By Ahmed Khanani (IntlAf'02)
(Rutgers University Press, 230 Pages; 2021)
Contemporary mass media descriptions of Muslims often suggest that Islam and Muslims are fundamentally undemocratic. Policy-makers in the West have weaponized these descriptions in attempts to legitimize anti-Muslim right-wing policy developments across the West and in the United States in particular, from surveillance in the aftermath of 9/11 to the anti-Islamic travel ban of 2017. But are Muslims undemocratic? Ahmed Khanani argues that this is not the case. In All Politics are God's Politics, Khanani shows that in fact, the opposite holds true: for socially conservative, politically active Muslims (Islamists), democracy or dimuqrāṭiyya reflects and extends their religious values. By drawing on conversations with over 100 Islamists in Morocco, this book enables readers to understand and appreciate the significance of dimuqrāṭiyya as a concept alongside new prospects for Islam and democracy in the Arab Middle East and North Africa (MENA). Khanani's in-depth analysis of the Moroccan case brings these Islamists and their attending political views to the forefront.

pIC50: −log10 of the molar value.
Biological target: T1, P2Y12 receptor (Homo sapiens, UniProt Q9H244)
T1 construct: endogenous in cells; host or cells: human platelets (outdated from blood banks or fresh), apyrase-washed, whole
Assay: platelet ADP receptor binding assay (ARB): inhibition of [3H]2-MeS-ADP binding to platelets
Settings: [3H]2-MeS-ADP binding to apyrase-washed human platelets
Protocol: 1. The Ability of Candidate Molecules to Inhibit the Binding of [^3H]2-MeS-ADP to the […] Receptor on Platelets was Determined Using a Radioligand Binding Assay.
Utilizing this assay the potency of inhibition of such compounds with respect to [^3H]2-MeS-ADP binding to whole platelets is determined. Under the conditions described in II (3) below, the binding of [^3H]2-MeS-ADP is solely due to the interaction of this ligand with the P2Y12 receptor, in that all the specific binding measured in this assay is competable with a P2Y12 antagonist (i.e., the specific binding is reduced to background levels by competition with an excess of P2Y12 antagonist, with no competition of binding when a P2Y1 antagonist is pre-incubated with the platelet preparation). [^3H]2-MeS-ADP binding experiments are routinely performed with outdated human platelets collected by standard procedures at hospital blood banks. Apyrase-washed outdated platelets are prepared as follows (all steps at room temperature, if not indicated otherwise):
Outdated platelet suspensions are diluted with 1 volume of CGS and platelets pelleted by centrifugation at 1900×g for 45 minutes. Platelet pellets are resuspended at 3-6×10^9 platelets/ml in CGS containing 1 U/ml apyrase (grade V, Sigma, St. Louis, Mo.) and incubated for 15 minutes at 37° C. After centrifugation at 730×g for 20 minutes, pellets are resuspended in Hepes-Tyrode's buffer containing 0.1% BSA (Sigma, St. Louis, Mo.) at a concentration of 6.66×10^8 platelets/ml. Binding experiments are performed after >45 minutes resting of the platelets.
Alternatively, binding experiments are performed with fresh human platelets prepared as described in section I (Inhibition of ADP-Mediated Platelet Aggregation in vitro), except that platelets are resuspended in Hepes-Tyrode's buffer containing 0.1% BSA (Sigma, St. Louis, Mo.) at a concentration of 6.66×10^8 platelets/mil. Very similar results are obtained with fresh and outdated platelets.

Unfolding in a region marked by upheavals and academic inability to diagnose significant political developments, All Politics are God’s Politics contends that by attending to ordinary language everyday citizens use, one can in fact begin to accurately understand politics. Readers will discover that by connecting Islam to dimuqrāṭiyya, Islamists alter the meanings of both Islam and dimuqrāṭiyya, broaching new, democratic forms of Islam and rendering the everyday practices of dimuqrāṭiyya, like protesting electoral violations, protecting freedom of speech, and voting sacred.